By the end of it all, they stood with a 5-0 record. But to say that their record captured how dominant they were as a team would be lying. It felt like a team would catch them sooner or later. It wasn’t a question of whether it would happen or not. It became a question of when. It looked like that time finally came against the Tamaraws last Sunday as they faced that 16 point lead during the fourth quarter.
As Papi Sarr flexed his muscles after the and-one against Prince Orizu, the Adamson gallery looked reinvigorated. The players, while staring at their foreign student athlete and their crowd, looked to be injected with some form of life. As weird as it may sound, the flex by Papi felt like a game-changer. It didn’t affect anything in relation to the technicalities of how Adamson was playing. It was an act of defiance meant to go against the tide of what was days past.
“If you look at that, probably the old Adamson, we’re down 14, 15, we probably end up losing 20, 25,” said Coach Franz Pumaren. But this was no longer the old Adamson. This was an Adamson team that was determined to show that they’re more than just the Final Four team others have been tagging them as. They’re legitimate title contenders through and through.
After the Papi flex, the Soaring Falcons played much better basketball. At the forefront of this: their pressure defense. The players looked more active, and as a result, momentum slowly shifted their way. A 19-4 run, that’s what came after Papi Sarr’s act of defiance. Injecting a little bit of confidence was what the Falcons needed. They’ve always had the talent, from Ken Bono, to Alex Nuyles, to Rodney Brondial, and now, with Jerrick Ahanmisi, Sean Manganti and Papi Sarr. Confidence, a winning culture, was something foreign to this group. But it looks like they’d finally found it this Season 81.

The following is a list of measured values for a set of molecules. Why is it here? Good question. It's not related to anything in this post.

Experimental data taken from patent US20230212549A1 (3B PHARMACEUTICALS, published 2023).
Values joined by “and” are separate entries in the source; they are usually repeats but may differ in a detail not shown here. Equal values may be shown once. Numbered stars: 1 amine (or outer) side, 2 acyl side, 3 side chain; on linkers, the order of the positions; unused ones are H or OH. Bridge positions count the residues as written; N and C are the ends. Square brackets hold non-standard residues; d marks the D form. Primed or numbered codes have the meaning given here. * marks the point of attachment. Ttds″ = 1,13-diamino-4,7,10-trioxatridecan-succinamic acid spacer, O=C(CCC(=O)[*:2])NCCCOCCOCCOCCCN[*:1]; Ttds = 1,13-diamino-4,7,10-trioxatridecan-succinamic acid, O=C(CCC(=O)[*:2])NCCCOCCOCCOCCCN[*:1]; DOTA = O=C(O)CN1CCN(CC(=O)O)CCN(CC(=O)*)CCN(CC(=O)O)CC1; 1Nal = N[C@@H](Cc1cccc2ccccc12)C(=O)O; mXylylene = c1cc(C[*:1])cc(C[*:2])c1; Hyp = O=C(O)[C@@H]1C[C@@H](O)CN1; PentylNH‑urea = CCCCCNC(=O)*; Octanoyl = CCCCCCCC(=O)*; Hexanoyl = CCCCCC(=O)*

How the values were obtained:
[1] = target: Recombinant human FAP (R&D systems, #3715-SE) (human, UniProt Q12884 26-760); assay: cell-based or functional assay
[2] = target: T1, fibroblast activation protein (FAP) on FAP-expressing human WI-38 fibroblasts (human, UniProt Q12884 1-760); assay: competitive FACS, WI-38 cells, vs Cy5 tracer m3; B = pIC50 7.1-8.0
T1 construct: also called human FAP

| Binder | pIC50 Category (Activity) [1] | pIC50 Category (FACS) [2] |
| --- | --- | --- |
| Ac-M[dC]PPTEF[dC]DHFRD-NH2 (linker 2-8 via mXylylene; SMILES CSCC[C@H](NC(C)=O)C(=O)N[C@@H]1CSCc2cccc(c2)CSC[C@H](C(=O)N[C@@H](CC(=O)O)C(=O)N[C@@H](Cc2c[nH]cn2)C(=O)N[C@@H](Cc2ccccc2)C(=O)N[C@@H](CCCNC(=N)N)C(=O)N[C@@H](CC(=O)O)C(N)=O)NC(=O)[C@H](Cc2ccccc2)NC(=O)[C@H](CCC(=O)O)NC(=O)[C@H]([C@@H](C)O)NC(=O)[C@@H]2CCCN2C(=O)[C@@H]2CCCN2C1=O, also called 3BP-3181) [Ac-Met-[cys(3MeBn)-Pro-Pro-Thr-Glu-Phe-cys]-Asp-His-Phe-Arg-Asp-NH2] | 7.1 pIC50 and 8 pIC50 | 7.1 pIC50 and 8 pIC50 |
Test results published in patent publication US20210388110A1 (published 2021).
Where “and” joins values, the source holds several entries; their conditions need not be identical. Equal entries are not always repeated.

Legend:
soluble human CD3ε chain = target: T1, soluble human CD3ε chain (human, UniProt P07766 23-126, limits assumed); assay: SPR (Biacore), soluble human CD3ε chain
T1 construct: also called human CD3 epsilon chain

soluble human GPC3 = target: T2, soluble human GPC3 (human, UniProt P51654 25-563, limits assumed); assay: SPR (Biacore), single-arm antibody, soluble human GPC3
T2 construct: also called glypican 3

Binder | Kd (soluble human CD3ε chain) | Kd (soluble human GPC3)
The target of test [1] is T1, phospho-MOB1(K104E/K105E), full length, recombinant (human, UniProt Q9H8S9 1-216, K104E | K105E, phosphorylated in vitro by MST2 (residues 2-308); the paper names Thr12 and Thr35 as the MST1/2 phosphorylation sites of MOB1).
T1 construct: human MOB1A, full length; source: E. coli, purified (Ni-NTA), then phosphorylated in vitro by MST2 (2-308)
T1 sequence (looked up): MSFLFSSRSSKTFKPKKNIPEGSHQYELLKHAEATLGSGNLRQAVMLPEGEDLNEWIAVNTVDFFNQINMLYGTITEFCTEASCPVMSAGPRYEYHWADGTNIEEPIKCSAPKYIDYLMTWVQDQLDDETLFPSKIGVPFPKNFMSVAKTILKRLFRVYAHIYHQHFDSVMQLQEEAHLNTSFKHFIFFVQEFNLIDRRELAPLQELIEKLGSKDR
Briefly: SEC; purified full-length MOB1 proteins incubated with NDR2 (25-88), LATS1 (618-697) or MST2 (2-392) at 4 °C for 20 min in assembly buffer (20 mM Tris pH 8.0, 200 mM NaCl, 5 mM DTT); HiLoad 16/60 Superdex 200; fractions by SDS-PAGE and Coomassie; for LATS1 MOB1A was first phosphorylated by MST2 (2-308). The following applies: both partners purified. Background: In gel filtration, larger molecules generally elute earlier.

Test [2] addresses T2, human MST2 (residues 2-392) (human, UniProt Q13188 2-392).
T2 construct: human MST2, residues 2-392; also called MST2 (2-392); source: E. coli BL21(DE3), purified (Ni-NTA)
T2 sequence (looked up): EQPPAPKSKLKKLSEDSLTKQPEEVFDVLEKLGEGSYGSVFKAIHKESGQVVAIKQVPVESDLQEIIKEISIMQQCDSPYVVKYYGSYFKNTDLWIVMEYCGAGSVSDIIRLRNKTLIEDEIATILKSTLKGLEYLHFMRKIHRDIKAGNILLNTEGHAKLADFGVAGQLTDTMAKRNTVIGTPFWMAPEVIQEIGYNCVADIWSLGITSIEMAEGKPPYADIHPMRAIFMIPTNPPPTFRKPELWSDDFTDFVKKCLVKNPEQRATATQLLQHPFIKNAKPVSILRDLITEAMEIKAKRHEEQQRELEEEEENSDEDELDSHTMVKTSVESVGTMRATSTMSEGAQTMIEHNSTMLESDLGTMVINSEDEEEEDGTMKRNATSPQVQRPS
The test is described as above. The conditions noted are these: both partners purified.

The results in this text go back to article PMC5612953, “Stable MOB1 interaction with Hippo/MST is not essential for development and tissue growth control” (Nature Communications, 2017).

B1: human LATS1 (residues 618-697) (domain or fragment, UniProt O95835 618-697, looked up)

“It showed a sense of character with my team right now,” said Pumaren. “ We can make a comeback, we just have to make sure it’s 40 minutes, 45 minutes of good basketball.”
Ultimately, the Soaring Falcons fell short 88-85, as they received their first loss of the season. Some even went as far as to say that their win versus the Ateneo Blue Eagles was a fluke. By all accounts, Ateneo had cemented their spot as the top title contender in the league, separating themselves from the rest of the pack. But these Soaring Falcons were defiant. From Papi Sarr’s flex, to Coach Franz Pumaren’s overall demeanor regarding his group.
“We want to separate ourselves from the rest of the field,” said Pumaren. He could care less about the streak that was broken. He still holds the team to a high standard. “That’s why it’s called a streak. It’s meant to be stopped, it’s meant to be broken.” What matters to Coach Franz and these Soaring Falcons is how they continue to grow from these mistakes. They got caught versus FEU. But they didn’t just bow down and allow themselves to fall to the ground. They clawed back, kept on fighting, as tough as the circumstances were.
Ah, Adamson lang yan. Kaya namin yan. Those days are over. They’re no longer content at being just Adamson. They ARE Adamson. Legitimate title contenders. Up 16, down 16, it doesn’t matter. They will flex, to proudly showcase who they are as a basketball team. Strong, defiant, and proud.